swiftly moving from famous building to famous building, never having the time or spirit of adventure to
follow their own individual paths.

To me, travel is one of the best things in life and something to be savored. Although time and money
constraints have kept my husband and I from seeing as much of the world as we'd have hoped to by this
point in our lives, we have certainly had some incredible adventures in Europe and Africa and plan to have
lots more around the world in the future. Unless we're traveling someplace where we really wouldn't feel
safe on our own, such as in a wildlife refuge in Kenya where lions and rhinos roam, we like to go it alone.

Travel with a spirit of openess to new experiences and you can have unforgettable moments that translate
into lifelong memories. The first rule for unique experiences in travel is - don't stick to the beaten path. On
so many occasions, my husband and I have walked down a very crowded famous street, such as Oxford
Street in London or Boulevard St. Germain in Paris or the main tourist street in Heidelberg, and found
ourselves surrounded by throngs of other tourists. We turn down a side street and suddenly find ourselves
alone and back in time.

Crowds make it difficult to really feel the age and history of a place, but we love small-scale architecture
and narrow winding alleys and that's where places come alive for us. The streets become more quaint and
varied, ancient chuch bells ring the hours and echo down ancient cobbled streets, local people go about
their business, tiny shops reveal tiny treasures and those throngs of tourists on the main drag have no
idea what they're missing. They may even come away from a place thinking, "That wasn't so hot. What's
the big deal ?"

Too many people push their way to the front of the line to catch a glimpse of the Mona Lisa in the Louvre,
apparently oblivious to the possibly more beautiful artwork that hangs neglected all around them. We once
rode on a scenic train in the Swiss Alps and couldn't help overhearing some Americans a few seats away.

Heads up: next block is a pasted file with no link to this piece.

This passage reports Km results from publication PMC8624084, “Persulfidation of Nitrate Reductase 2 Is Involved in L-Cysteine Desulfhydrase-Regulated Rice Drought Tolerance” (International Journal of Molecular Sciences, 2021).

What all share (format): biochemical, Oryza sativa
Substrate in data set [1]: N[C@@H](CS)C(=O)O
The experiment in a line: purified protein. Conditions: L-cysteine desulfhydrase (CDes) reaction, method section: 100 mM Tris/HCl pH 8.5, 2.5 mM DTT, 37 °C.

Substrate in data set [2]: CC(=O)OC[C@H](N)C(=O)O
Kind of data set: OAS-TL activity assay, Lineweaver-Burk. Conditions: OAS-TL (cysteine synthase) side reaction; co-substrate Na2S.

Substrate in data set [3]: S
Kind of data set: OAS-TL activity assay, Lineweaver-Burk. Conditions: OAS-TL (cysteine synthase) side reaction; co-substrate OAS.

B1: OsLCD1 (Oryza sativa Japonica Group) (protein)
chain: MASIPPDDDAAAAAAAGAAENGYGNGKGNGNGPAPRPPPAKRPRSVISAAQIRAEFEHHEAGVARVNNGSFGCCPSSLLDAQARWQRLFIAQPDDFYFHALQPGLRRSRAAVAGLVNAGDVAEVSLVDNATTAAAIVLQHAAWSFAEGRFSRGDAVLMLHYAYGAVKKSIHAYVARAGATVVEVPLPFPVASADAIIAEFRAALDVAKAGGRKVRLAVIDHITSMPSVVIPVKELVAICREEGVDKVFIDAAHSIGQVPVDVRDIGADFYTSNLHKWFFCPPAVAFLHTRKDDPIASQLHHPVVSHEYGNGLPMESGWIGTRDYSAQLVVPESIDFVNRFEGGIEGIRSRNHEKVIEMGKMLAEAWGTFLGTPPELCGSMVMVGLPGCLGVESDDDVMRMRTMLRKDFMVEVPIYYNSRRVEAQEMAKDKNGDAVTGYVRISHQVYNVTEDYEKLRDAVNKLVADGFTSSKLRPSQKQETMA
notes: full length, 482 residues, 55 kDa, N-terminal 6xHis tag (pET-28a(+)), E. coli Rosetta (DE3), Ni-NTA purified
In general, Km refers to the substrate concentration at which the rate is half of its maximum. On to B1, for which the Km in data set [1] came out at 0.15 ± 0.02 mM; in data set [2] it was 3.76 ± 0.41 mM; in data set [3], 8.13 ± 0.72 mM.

They spent so much time discussing famous sites they'd just seen on their big European trip, that they
seemed to be totally missing the splendors that were rolling past the train windows at that very moment !

We always opt for the scenic routes, the side roads, the narrow alleys and the churches that we stumble
onto that we've never seen mentioned in the tourist guidebooks. That's not to say that we're snobs who
snub our noses at the famous sites - absolutely not ! The Eiffel Tower at night is extraordinary. The Tower
of London is incredible and every few years we take the guided tour of the tower yet again. I've stood by
Big Ben at night in anticipation of its ringing of the hours countless times, and it gives me chills every single
time. Riding at the top of a London double-decker bus is always a kick. The mosque in Cordova, Spain is
one of the most unbelievable sights I've ever seen.

National monuments that are very, very famous are usually famous for a good reason and nine times out
of ten they live up to their reputations. The tenth is often simply a matter of personal taste. For example,
the broad nineteenth century boulevards of Paris just aren't our style. We prefer the narrow old streets of
the Mouffetard and have discovered some fantastic medieval churches, such as St. Stephen's, in forgotten
corners of Paris's Left Bank. Prague has some beautiful sights in it and the Charles Bridge takes our breath
away, but the overall Baroque look of Prague isn't our favorite architectural style.

The top tourist sites are nearly always worth going out of your way to visit. Just don't schedule your trip
so tightly that they are all you get to see. Give yourself plenty of time to wander around aimlessly, to see
a variety of neighborhoods on foot. Take the tour of the Tower of London during the day, but return after
dark to experience the Tower and Tower Bridge with their nighttime lighting effects. If you go to Mont St.
Michel stay overnight because the place becomes magically medieval after dark, when the mobs of
sightseers vanish and you can have the place to yourself.  Wherever you go, also visit local parks and
follow nature trails. If transportation is available, go beyond the major cities and visit some smaller towns,
villages and the countryside. Stay in ordinary Bed and Breakfasts when you can, to see average middle
class homes and meet local people.

We particularly love medieval castles and small churches and historic cemeteries and will go far out of
our way to see them. In planning a trip we'll look for information beyond the most famous sites in a
particular city or country. Sometimes, as travel guides feel compelled to have something positive to say
about every town on the map, we journey to see a place that turns out to be disappointing. It's always a
risk, but it's not the general rule. The more you travel, the more clearly you can predict the type of places
that are most likely to appeal to your own interests and sensibilities.

Away from the crowds, where real life happens and neighborhoods go about their daily business, there
you may happen upon the scenes that will make the strongest impression on your memory. Surprises
may wait around every bend. While any seasoned traveler has his or her own storehouse of treasured
moments, here are just a few examples from our own experience to whet your appetite.

Cordova's famous mosque was spectacular but later, on a tiny street of whitewashed houses in Cordova,